Almost 6000 Scots took their own lives over seven years

Almost a third of those who killed themselves had called the Scottish Ambulance Service on at least one occasion before their deaths.

Almost 6000 Scots took their own lives between 2011 and 2018, according to newly released statistics.

ISD Scotland said 44% contacted paramedics, NHS 24 or out-of-hours GP services in the year before their death.

Its new report looking into Scotland’s suicide figures reveals almost a third (33%) of those who killed themselves had called the Scottish Ambulance Service on at least one occasion before their suicide.

The study is the first of its kind to look at people’s contact with one of the care services in the 12 months before they took their own lives.

It found the 5982 people living in Scotland who died by suicide over those years “were significantly more likely to have had contact with an unscheduled care service in the 12 months before death than members of the general population”.

The report notes the highest levels of contact with unscheduled care services were associated with women over 75 who are living in the most economically-deprived areas.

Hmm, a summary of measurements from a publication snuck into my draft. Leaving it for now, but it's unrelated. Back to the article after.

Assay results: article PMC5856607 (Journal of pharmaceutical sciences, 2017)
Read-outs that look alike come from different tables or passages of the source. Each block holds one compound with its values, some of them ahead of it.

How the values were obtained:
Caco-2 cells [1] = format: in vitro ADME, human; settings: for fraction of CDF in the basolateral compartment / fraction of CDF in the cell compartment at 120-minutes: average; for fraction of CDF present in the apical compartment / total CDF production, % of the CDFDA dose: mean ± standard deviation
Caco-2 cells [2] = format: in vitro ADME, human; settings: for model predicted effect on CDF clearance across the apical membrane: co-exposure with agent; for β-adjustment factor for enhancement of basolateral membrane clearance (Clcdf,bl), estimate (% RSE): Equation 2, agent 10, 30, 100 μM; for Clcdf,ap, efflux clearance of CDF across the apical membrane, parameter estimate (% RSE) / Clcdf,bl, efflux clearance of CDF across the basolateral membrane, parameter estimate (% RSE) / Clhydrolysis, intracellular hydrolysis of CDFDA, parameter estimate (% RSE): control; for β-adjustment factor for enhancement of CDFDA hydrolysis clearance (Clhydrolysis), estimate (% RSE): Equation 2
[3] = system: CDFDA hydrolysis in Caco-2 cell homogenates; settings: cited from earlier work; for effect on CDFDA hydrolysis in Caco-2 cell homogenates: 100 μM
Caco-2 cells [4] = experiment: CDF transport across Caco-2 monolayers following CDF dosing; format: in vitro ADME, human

Boys and men between the ages of five and 24 were linked to lower levels of contact with these services, as well as those living in more affluent or remote areas.

The report adds: “Health service planners will want to consider possible improvements to the organisation, reach and delivery of services targeted at groups at high risk of suicide, while healthcare providers will want to consider improvements to the identification, engagement and effective treatment of individuals in these groups.”

The findings led to a call from Scottish Labour for more “joined-up working” between health and social care services, as well as more investment for mental health services.

Mental health minister Clare Haughey cited the suicide prevention action plan, which is receiving £3m funding over five years and is chaired by former deputy chief constable Rose Fitzpatrick.

She said: “Every suicide is a tragedy with a far-reaching impact on family, friends and communities.

“Suicide prevention is a key priority for the Scottish Government and requires on-going analysis and research.

“Through our Suicide Prevention Action Plan – supported by £3m funding over the course of the current Parliament – we are working to reduce the rate of suicide in Scotland and are ensuring that those affected by suicide have access to the right support.

“This report represents a significant contribution to the growing evidence base around suicide in Scotland which will inform current and future policy and activity.”

Scottish Labour’s health spokeswoman Monica Lennon said: “Every death by suicide is a tragedy.

“All of us must get better at listening and talking so that none of us feel alone.

“Reducing mental health stigma needs our collective efforts, proper funding for health and social services, and joined up working so that there is no wrong door.”

The Samaritans can be contacted for free at any time of the day on 116 123.

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